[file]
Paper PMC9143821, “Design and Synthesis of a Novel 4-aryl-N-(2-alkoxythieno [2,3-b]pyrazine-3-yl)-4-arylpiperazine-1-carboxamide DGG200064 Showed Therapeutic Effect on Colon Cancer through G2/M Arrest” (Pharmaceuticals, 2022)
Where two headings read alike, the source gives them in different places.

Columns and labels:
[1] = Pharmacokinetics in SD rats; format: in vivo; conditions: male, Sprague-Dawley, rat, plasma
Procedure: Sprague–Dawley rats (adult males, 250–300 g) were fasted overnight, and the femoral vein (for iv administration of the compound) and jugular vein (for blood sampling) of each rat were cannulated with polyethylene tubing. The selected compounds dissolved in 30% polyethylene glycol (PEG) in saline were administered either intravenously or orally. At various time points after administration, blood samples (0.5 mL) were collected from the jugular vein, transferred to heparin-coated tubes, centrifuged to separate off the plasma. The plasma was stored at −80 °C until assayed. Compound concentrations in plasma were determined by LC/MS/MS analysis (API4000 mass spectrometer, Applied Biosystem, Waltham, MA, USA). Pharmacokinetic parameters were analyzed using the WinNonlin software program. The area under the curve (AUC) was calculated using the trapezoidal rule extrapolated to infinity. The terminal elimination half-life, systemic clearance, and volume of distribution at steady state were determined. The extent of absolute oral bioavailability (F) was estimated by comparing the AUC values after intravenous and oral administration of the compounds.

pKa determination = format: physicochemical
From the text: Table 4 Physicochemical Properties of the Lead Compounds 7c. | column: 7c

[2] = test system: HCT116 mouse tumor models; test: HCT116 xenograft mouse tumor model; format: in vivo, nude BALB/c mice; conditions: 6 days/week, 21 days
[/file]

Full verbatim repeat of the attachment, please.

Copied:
Paper PMC9143821, “Design and Synthesis of a Novel 4-aryl-N-(2-alkoxythieno [2,3-b]pyrazine-3-yl)-4-arylpiperazine-1-carboxamide DGG200064 Showed Therapeutic Effect on Colon Cancer through G2/M Arrest” (Pharmaceuticals, 2022)
Where two headings read alike, the source gives them in different places.

Columns and labels:
[1] = Pharmacokinetics in SD rats; format: in vivo; conditions: male, Sprague-Dawley, rat, plasma
Procedure: Sprague–Dawley rats (adult males, 250–300 g) were fasted overnight, and the femoral vein (for iv administration of the compound) and jugular vein (for blood sampling) of each rat were cannulated with polyethylene tubing. The selected compounds dissolved in 30% polyethylene glycol (PEG) in saline were administered either intravenously or orally. At various time points after administration, blood samples (0.5 mL) were collected from the jugular vein, transferred to heparin-coated tubes, centrifuged to separate off the plasma. The plasma was stored at −80 °C until assayed. Compound concentrations in plasma were determined by LC/MS/MS analysis (API4000 mass spectrometer, Applied Biosystem, Waltham, MA, USA). Pharmacokinetic parameters were analyzed using the WinNonlin software program. The area under the curve (AUC) was calculated using the trapezoidal rule extrapolated to infinity. The terminal elimination half-life, systemic clearance, and volume of distribution at steady state were determined. The extent of absolute oral bioavailability (F) was estimated by comparing the AUC values after intravenous and oral administration of the compounds.

pKa determination = format: physicochemical
From the text: Table 4 Physicochemical Properties of the Lead Compounds 7c. | column: 7c

[2] = test system: HCT116 mouse tumor models; test: HCT116 xenograft mouse tumor model; format: in vivo, nude BALB/c mice; conditions: 6 days/week, 21 days